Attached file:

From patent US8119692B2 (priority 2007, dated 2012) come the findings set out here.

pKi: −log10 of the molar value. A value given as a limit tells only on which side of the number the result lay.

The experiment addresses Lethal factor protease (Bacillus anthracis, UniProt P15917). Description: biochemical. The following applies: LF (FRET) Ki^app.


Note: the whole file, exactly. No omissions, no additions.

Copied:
From patent US8119692B2 (priority 2007, dated 2012) come the findings set out here.

pKi: −log10 of the molar value. A value given as a limit tells only on which side of the number the result lay.

The experiment addresses Lethal factor protease (Bacillus anthracis, UniProt P15917). Description: biochemical. The following applies: LF (FRET) Ki^app.